I ran into some interesting stuff for an assignment for class. We had to translate a short Turgenyev poem. I tried to preserve some semblance of the rhythm, but it was next to impossible. I had to add a bunch of filler words ("the", "oh") and had to really carefully try and pick synonyms that kept the right number of syllables while still retaining the original meaning. Sure, it was only like 3 lines and it was a pretty freeform poem, so rhythm wasn't particularly important, but it really gave me some respect for the art that goes into translation.

Re: Lucky Ten Thousand (TIL)

Posted: Sun May 06, 2018 10:51 pm UTC
by poxic
I recall reading about pretty much this translation quandary for a particular Russian novel, don't remember which one. One translator put it all into contemporary American idioms, so prisoners called each other man or fellow and had to [do X] from reveille to taps. Another translator left it feeling Russian, so prisoners referred to each other as zeks and [did X] from first clang of the bell to last clang of the bell.

The person opining on the translations preferred the latter because he wanted to feel that Russianness. (Russianity? Russianicity?) Not having read the relevant book, I am mostly opinionless but can appreciate both arguments.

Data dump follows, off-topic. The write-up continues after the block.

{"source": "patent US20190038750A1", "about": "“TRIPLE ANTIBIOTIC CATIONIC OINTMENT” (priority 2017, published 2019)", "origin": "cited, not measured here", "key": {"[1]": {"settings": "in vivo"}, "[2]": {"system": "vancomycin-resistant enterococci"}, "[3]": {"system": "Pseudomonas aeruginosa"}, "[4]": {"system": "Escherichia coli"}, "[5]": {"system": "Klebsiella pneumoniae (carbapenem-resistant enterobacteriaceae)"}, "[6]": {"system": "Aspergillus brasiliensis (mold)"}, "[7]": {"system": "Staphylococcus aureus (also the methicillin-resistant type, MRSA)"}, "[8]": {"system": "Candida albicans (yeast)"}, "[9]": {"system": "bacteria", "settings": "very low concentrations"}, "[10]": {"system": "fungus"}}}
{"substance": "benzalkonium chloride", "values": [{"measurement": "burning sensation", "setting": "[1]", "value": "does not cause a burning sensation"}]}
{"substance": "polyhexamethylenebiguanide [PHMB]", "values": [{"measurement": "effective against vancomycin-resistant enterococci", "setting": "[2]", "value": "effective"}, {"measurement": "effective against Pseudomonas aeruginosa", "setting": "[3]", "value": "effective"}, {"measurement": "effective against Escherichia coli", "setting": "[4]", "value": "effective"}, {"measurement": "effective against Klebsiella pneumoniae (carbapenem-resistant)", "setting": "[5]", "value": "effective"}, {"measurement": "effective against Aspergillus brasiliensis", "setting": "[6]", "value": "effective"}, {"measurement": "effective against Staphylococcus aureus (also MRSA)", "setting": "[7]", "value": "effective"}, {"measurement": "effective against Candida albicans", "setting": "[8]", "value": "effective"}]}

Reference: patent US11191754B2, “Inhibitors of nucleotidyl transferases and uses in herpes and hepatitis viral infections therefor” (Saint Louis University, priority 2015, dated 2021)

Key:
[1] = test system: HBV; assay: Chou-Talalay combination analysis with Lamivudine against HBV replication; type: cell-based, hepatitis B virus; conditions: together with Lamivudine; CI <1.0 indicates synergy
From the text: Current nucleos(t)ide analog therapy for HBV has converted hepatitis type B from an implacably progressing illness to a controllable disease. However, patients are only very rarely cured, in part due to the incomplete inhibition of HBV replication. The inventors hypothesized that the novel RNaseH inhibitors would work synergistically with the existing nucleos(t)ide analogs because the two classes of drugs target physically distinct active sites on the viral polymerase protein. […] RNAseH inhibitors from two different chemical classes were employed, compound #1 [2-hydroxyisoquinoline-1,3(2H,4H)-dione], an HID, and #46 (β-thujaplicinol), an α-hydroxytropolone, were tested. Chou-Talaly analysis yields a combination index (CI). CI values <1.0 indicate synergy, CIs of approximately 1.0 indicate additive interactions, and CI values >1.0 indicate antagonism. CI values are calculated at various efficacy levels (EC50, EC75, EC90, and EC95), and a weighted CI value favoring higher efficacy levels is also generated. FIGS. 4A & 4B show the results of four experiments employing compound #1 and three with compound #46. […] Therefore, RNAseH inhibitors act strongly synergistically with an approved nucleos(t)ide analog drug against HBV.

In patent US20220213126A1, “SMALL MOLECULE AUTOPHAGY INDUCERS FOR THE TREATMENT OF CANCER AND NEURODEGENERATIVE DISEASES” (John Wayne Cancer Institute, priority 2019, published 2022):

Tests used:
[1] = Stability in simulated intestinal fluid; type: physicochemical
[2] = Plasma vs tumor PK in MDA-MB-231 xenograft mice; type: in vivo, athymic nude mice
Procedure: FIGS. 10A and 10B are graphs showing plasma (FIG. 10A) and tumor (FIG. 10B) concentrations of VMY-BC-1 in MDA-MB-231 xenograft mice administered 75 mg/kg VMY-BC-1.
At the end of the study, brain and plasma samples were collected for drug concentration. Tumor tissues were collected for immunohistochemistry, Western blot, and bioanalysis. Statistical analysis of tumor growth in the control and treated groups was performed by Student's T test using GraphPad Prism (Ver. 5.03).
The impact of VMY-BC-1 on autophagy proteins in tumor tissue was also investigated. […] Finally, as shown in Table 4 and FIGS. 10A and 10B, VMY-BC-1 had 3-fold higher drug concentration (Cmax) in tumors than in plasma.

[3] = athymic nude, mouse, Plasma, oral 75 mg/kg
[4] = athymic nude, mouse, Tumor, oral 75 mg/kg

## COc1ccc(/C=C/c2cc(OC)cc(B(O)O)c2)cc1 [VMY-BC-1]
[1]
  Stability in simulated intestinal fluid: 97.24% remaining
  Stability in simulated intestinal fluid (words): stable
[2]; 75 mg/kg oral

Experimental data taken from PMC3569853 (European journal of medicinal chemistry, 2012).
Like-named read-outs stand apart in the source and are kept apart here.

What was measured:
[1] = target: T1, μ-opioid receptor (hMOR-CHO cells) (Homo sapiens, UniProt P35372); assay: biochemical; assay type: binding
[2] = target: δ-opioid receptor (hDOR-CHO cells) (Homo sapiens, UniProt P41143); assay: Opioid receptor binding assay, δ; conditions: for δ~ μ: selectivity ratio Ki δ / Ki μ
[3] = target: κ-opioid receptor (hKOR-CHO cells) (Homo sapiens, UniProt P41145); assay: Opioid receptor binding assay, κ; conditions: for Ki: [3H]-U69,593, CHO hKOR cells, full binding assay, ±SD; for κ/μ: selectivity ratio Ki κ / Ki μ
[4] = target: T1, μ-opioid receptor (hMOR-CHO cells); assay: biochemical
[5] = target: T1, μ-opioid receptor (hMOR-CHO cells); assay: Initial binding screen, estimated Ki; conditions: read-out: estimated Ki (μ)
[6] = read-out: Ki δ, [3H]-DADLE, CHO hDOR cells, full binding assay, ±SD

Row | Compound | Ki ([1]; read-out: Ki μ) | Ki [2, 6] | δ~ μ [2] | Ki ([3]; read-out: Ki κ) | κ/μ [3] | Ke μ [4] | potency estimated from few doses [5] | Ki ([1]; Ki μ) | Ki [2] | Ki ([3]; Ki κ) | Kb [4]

Re: Lucky Ten Thousand (TIL)

Posted: Sun May 06, 2018 10:55 pm UTC
by addams
A hearty, Yes!
Respect for the art that goes into translation.

Re: Lucky Ten Thousand (TIL)

Posted: Sun May 06, 2018 10:58 pm UTC
by addams
A hearty, Yes!
Respect for the art that goes into translation.
...ummm...They say, AI will be better than Human in a short Ten years or Five years.

Soon.
Yet; We will always need someone to do quality checks.

Re: Lucky Ten Thousand (TIL)

Posted: Mon May 07, 2018 3:46 pm UTC
by somitomi
pogrmman wrote:
Kewangji wrote:
Lehrer wrote that he did not know Russian. In the song he quotes two book reviews in Russian, the actual text of which bears no relation: the first phrase quotes Mussorgsky's Song of the Flea: "Once there was a king who had a pet flea." The second references a Russian joke: "Now I must go where even the Tsar goes on foot" [the bathroom].[4]


Presumably, he just learnt something Russian to say because it doesn't matter when most of the audience and he himself doesn't know Russian?


Probably. Both of those phrases sound kind of neat and stereotypically like Russian, and they probably fit the rhythm of the song (I haven’t heard it). I imagine they’re just there for the effect.